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The role of victims in post-conviction relief attempts

On Behalf of | Jun 24, 2024 | Post-Conviction Relief |

Some post-conviction relief attempts argue that a defendant was not adequately represented in the criminal case that led to a conviction. Mostly, these efforts are about fairness – they argue that the defendant was not treated fairly during trial or that a plea agreement was unfair. As a result, it is common for defendants to focus on their role in the case, how things went wrong and how they believe it should be corrected.

However, victims also have a role to play in post-conviction relief attempts. This aspect of post-conviction relief may not be something that petitioners think about that often, but victims’ rights can affect these efforts.

Victims’ rights

For example, victims have the right to be notified whenever the defendant petitions for post-conviction relief. Victims will also be notified if a hearing is set in the case and, if the hearing is public, victims have the right to attend hearings. In fact, the victim’s desire to attend the hearing is taken into account when scheduling it. Victims can also inspect the public record that will be a part of the post-conviction relief decision process. In many cases, victims are also permitted to submit written statements or make oral statements at hearings. And, of course, victims will be informed about the decision in the post-conviction relief effort.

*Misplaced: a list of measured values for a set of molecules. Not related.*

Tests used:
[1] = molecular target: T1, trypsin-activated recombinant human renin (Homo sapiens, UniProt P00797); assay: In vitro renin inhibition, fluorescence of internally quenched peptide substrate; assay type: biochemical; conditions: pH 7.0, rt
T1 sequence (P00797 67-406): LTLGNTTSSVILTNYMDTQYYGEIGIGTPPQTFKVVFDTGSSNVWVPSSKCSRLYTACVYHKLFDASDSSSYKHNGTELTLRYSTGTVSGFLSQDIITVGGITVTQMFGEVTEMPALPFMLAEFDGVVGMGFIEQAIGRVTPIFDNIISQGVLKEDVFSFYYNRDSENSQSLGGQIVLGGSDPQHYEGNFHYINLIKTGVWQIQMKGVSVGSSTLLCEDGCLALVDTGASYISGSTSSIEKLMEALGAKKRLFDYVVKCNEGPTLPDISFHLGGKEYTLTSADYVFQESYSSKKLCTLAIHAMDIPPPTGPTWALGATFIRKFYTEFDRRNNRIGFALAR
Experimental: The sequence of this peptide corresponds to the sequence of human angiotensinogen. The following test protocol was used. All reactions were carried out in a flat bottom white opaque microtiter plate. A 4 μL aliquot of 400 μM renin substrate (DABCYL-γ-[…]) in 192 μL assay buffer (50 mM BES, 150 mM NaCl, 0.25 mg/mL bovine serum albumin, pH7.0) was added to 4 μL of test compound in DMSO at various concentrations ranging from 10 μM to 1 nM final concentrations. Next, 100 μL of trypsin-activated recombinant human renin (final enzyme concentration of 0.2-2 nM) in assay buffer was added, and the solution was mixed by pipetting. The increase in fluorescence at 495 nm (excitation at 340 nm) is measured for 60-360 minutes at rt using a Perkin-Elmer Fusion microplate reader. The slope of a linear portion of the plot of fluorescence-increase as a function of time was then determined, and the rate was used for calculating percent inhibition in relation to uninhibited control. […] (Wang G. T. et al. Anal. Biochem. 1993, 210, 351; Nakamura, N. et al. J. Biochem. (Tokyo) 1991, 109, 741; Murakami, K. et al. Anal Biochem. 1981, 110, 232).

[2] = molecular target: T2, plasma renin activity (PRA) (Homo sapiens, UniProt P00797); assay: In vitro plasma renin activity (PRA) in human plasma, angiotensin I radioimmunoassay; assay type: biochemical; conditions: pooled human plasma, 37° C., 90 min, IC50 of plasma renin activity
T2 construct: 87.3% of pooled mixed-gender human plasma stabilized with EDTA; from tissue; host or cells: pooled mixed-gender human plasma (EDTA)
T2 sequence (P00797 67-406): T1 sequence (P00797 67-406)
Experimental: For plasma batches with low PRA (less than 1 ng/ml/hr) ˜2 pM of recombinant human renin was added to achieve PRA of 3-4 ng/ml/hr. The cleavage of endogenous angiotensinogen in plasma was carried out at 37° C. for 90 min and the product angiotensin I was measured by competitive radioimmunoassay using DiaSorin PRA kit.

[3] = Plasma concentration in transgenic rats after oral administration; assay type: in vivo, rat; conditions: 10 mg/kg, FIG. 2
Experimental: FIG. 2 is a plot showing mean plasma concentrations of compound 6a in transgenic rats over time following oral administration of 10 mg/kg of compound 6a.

When Oregon residents are applying for post-conviction relief, they want to make sure that everything is in good order and persuasive so that the effort is successful. It is important to remember the role of victims’ rights in the post-conviction relief process.